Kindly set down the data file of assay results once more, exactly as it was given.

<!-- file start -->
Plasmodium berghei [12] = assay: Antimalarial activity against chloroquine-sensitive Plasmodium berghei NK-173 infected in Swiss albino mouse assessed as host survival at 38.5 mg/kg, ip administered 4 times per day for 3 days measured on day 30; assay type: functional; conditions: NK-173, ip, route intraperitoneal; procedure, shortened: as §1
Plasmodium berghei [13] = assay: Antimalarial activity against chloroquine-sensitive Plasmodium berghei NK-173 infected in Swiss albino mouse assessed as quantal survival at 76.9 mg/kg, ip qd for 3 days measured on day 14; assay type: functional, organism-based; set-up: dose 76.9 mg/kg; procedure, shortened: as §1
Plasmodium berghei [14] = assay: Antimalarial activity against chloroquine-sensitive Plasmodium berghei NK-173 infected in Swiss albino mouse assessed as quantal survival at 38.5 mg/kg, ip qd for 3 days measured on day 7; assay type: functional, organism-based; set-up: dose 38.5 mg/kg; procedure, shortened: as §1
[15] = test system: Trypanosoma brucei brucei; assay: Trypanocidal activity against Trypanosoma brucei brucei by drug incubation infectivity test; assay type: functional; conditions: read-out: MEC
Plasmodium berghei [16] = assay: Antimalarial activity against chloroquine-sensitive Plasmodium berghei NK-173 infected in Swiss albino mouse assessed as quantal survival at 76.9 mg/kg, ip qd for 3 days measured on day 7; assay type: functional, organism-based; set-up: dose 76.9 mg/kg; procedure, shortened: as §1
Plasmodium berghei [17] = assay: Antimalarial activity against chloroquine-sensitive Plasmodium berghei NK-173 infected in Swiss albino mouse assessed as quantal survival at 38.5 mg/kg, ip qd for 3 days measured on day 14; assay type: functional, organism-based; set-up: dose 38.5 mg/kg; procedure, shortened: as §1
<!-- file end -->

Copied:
Plasmodium berghei [12] = assay: Antimalarial activity against chloroquine-sensitive Plasmodium berghei NK-173 infected in Swiss albino mouse assessed as host survival at 38.5 mg/kg, ip administered 4 times per day for 3 days measured on day 30; assay type: functional; conditions: NK-173, ip, route intraperitoneal; procedure, shortened: as §1
Plasmodium berghei [13] = assay: Antimalarial activity against chloroquine-sensitive Plasmodium berghei NK-173 infected in Swiss albino mouse assessed as quantal survival at 76.9 mg/kg, ip qd for 3 days measured on day 14; assay type: functional, organism-based; set-up: dose 76.9 mg/kg; procedure, shortened: as §1
Plasmodium berghei [14] = assay: Antimalarial activity against chloroquine-sensitive Plasmodium berghei NK-173 infected in Swiss albino mouse assessed as quantal survival at 38.5 mg/kg, ip qd for 3 days measured on day 7; assay type: functional, organism-based; set-up: dose 38.5 mg/kg; procedure, shortened: as §1
[15] = test system: Trypanosoma brucei brucei; assay: Trypanocidal activity against Trypanosoma brucei brucei by drug incubation infectivity test; assay type: functional; conditions: read-out: MEC
Plasmodium berghei [16] = assay: Antimalarial activity against chloroquine-sensitive Plasmodium berghei NK-173 infected in Swiss albino mouse assessed as quantal survival at 76.9 mg/kg, ip qd for 3 days measured on day 7; assay type: functional, organism-based; set-up: dose 76.9 mg/kg; procedure, shortened: as §1
Plasmodium berghei [17] = assay: Antimalarial activity against chloroquine-sensitive Plasmodium berghei NK-173 infected in Swiss albino mouse assessed as quantal survival at 38.5 mg/kg, ip qd for 3 days measured on day 14; assay type: functional, organism-based; set-up: dose 38.5 mg/kg; procedure, shortened: as §1